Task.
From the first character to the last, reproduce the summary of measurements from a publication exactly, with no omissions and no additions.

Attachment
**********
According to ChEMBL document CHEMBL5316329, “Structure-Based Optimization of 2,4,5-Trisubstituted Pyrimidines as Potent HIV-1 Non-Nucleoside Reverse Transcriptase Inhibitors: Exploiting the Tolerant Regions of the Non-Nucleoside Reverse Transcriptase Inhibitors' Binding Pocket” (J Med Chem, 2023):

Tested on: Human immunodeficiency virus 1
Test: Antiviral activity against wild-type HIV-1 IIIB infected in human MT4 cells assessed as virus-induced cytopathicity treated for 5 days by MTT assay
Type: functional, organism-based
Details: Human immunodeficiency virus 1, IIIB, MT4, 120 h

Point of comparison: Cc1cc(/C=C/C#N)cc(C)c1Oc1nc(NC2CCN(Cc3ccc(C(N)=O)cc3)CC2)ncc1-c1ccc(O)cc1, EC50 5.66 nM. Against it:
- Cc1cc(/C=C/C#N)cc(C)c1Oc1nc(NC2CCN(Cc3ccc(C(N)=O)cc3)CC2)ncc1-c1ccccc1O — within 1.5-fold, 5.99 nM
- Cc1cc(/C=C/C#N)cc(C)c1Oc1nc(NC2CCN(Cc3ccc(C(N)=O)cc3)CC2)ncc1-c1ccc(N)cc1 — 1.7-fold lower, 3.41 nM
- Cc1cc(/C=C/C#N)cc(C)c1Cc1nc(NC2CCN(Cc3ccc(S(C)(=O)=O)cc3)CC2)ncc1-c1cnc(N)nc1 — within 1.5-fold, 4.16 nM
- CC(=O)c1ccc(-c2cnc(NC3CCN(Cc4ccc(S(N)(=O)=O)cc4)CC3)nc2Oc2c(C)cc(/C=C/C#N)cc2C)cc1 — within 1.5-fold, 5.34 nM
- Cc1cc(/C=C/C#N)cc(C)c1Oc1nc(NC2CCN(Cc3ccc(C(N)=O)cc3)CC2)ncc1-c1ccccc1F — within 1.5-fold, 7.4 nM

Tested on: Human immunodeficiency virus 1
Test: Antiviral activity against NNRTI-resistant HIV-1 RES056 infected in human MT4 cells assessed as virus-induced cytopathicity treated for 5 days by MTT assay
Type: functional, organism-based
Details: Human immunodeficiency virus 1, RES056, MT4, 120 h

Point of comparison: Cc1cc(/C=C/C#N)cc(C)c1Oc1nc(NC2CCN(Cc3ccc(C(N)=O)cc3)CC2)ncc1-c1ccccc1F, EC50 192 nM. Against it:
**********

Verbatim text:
According to ChEMBL document CHEMBL5316329, “Structure-Based Optimization of 2,4,5-Trisubstituted Pyrimidines as Potent HIV-1 Non-Nucleoside Reverse Transcriptase Inhibitors: Exploiting the Tolerant Regions of the Non-Nucleoside Reverse Transcriptase Inhibitors' Binding Pocket” (J Med Chem, 2023):

Tested on: Human immunodeficiency virus 1
Test: Antiviral activity against wild-type HIV-1 IIIB infected in human MT4 cells assessed as virus-induced cytopathicity treated for 5 days by MTT assay
Type: functional, organism-based
Details: Human immunodeficiency virus 1, IIIB, MT4, 120 h

Point of comparison: Cc1cc(/C=C/C#N)cc(C)c1Oc1nc(NC2CCN(Cc3ccc(C(N)=O)cc3)CC2)ncc1-c1ccc(O)cc1, EC50 5.66 nM. Against it:
- Cc1cc(/C=C/C#N)cc(C)c1Oc1nc(NC2CCN(Cc3ccc(C(N)=O)cc3)CC2)ncc1-c1ccccc1O — within 1.5-fold, 5.99 nM
- Cc1cc(/C=C/C#N)cc(C)c1Oc1nc(NC2CCN(Cc3ccc(C(N)=O)cc3)CC2)ncc1-c1ccc(N)cc1 — 1.7-fold lower, 3.41 nM
- Cc1cc(/C=C/C#N)cc(C)c1Cc1nc(NC2CCN(Cc3ccc(S(C)(=O)=O)cc3)CC2)ncc1-c1cnc(N)nc1 — within 1.5-fold, 4.16 nM
- CC(=O)c1ccc(-c2cnc(NC3CCN(Cc4ccc(S(N)(=O)=O)cc4)CC3)nc2Oc2c(C)cc(/C=C/C#N)cc2C)cc1 — within 1.5-fold, 5.34 nM
- Cc1cc(/C=C/C#N)cc(C)c1Oc1nc(NC2CCN(Cc3ccc(C(N)=O)cc3)CC2)ncc1-c1ccccc1F — within 1.5-fold, 7.4 nM

Tested on: Human immunodeficiency virus 1
Test: Antiviral activity against NNRTI-resistant HIV-1 RES056 infected in human MT4 cells assessed as virus-induced cytopathicity treated for 5 days by MTT assay
Type: functional, organism-based
Details: Human immunodeficiency virus 1, RES056, MT4, 120 h

Point of comparison: Cc1cc(/C=C/C#N)cc(C)c1Oc1nc(NC2CCN(Cc3ccc(C(N)=O)cc3)CC2)ncc1-c1ccccc1F, EC50 192 nM. Against it: